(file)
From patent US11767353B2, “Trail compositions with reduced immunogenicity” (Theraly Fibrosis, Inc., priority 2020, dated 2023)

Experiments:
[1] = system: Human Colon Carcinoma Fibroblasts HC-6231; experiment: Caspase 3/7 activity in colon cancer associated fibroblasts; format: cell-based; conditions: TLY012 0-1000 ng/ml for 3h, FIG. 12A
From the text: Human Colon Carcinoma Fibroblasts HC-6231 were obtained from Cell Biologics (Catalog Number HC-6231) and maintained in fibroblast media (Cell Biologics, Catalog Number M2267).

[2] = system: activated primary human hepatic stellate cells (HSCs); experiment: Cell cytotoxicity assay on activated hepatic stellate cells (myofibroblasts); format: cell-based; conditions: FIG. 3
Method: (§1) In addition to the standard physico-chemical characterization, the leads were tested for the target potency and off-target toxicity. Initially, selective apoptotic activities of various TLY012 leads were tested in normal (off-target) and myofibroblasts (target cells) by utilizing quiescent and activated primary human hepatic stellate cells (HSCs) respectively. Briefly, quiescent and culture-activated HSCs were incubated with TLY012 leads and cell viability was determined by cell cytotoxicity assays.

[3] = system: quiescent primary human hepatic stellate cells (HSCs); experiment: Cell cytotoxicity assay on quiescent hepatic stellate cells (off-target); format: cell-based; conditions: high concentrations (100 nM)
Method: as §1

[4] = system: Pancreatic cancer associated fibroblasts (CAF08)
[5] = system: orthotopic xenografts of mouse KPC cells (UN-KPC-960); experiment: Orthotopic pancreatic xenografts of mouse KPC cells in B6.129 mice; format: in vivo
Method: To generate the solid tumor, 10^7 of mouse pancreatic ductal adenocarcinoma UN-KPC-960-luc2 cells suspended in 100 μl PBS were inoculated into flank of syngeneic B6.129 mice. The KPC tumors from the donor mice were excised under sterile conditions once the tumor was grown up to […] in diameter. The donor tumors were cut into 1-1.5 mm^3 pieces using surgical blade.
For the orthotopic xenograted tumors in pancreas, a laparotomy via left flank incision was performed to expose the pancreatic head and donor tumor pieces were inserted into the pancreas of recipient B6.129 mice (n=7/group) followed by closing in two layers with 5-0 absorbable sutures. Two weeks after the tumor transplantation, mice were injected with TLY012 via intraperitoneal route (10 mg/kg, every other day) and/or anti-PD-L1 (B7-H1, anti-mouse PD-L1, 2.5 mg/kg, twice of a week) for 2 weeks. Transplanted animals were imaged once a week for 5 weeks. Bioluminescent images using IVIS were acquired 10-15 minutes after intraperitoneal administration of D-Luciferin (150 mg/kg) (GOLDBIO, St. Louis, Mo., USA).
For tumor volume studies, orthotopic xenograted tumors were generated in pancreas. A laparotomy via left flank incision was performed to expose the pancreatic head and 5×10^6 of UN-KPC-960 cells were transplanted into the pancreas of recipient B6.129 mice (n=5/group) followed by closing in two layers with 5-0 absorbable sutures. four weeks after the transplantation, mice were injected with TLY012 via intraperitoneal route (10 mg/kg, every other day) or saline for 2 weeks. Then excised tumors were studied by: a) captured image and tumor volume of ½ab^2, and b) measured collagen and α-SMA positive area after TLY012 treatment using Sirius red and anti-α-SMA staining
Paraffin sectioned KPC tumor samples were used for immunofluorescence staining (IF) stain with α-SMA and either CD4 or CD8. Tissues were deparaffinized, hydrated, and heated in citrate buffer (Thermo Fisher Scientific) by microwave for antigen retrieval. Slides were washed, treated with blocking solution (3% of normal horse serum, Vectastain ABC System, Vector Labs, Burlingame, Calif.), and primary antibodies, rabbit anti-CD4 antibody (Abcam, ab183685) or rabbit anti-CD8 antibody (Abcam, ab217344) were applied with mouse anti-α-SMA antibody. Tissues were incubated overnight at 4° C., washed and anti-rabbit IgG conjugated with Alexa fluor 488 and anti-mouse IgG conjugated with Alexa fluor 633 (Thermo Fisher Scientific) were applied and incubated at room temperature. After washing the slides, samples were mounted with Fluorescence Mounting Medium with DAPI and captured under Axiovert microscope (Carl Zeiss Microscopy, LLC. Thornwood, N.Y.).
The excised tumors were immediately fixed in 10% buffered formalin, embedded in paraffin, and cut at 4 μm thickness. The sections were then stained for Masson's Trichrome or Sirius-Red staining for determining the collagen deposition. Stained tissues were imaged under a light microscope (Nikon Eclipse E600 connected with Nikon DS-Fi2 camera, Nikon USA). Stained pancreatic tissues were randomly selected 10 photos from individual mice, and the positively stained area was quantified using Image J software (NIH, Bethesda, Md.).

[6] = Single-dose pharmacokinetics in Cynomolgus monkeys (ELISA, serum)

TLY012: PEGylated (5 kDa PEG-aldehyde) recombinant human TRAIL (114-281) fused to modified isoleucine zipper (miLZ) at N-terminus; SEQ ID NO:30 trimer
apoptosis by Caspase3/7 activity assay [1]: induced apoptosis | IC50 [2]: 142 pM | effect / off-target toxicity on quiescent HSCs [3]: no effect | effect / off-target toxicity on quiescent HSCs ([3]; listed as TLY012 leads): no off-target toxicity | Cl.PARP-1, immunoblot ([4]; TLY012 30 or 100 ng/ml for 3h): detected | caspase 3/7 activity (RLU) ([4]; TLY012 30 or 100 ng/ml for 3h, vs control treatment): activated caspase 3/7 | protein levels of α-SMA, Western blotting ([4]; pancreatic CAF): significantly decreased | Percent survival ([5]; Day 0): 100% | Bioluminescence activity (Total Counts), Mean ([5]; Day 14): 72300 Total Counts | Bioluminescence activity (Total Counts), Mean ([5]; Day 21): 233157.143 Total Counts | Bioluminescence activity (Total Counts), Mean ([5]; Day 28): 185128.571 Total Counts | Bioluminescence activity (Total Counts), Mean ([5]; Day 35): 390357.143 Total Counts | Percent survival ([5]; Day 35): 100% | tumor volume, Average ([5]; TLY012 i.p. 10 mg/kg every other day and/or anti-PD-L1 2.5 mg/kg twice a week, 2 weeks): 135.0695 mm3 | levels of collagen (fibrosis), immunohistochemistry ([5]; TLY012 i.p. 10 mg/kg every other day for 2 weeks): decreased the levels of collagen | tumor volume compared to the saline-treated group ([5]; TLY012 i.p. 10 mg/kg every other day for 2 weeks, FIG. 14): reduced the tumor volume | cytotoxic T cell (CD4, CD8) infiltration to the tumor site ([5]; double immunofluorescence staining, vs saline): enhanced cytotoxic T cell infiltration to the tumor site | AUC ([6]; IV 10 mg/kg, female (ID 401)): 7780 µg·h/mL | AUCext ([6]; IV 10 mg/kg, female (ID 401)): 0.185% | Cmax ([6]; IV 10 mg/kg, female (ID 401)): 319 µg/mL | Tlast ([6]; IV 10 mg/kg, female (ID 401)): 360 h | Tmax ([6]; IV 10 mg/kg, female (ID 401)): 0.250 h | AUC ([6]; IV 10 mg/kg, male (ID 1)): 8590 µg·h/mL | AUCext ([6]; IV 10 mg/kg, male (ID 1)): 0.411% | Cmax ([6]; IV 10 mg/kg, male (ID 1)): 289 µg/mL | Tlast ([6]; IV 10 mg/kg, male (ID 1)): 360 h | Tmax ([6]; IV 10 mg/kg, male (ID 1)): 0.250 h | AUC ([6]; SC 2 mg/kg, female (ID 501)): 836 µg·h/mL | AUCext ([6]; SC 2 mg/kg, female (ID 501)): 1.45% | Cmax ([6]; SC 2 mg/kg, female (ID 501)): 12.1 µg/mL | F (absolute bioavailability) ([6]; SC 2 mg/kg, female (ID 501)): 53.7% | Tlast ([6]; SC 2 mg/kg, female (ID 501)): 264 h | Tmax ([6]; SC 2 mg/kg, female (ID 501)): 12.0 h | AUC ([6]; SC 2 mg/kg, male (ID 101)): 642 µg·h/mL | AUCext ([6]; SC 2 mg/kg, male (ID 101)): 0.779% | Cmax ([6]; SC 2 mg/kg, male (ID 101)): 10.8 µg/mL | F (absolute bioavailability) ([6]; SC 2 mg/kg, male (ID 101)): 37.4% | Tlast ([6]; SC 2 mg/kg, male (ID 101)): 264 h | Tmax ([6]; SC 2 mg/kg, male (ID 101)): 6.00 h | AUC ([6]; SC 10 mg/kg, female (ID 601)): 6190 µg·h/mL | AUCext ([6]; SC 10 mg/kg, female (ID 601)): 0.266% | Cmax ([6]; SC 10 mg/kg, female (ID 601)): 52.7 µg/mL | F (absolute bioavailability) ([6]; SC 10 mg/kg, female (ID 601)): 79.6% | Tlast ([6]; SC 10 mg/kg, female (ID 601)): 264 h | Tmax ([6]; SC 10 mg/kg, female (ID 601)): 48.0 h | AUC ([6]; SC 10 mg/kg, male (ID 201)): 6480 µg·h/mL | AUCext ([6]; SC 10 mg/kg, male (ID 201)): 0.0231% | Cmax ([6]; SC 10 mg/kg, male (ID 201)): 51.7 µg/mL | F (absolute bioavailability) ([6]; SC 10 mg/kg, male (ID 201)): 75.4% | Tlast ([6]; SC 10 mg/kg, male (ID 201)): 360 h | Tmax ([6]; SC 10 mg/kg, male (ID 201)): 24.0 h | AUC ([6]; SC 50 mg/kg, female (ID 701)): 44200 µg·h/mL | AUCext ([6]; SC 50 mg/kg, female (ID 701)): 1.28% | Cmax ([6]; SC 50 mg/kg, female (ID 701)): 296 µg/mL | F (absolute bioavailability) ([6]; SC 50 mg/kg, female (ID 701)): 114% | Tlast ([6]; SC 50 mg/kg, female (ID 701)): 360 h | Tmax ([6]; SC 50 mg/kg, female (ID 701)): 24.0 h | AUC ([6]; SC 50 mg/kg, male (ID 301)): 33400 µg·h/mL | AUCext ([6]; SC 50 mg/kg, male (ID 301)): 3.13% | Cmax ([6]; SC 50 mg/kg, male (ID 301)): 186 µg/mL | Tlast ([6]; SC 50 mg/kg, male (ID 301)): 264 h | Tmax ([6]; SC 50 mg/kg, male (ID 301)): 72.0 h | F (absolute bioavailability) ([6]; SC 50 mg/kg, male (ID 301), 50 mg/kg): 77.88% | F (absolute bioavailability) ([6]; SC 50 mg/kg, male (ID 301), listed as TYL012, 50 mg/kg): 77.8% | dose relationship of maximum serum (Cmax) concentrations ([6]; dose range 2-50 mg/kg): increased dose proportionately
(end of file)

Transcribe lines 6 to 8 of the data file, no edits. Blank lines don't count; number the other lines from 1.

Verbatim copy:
Method: (§1) In addition to the standard physico-chemical characterization, the leads were tested for the target potency and off-target toxicity. Initially, selective apoptotic activities of various TLY012 leads were tested in normal (off-target) and myofibroblasts (target cells) by utilizing quiescent and activated primary human hepatic stellate cells (HSCs) respectively. Briefly, quiescent and culture-activated HSCs were incubated with TLY012 leads and cell viability was determined by cell cytotoxicity assays.

[3] = system: quiescent primary human hepatic stellate cells (HSCs); experiment: Cell cytotoxicity assay on quiescent hepatic stellate cells (off-target); format: cell-based; conditions: high concentrations (100 nM)
Method: as §1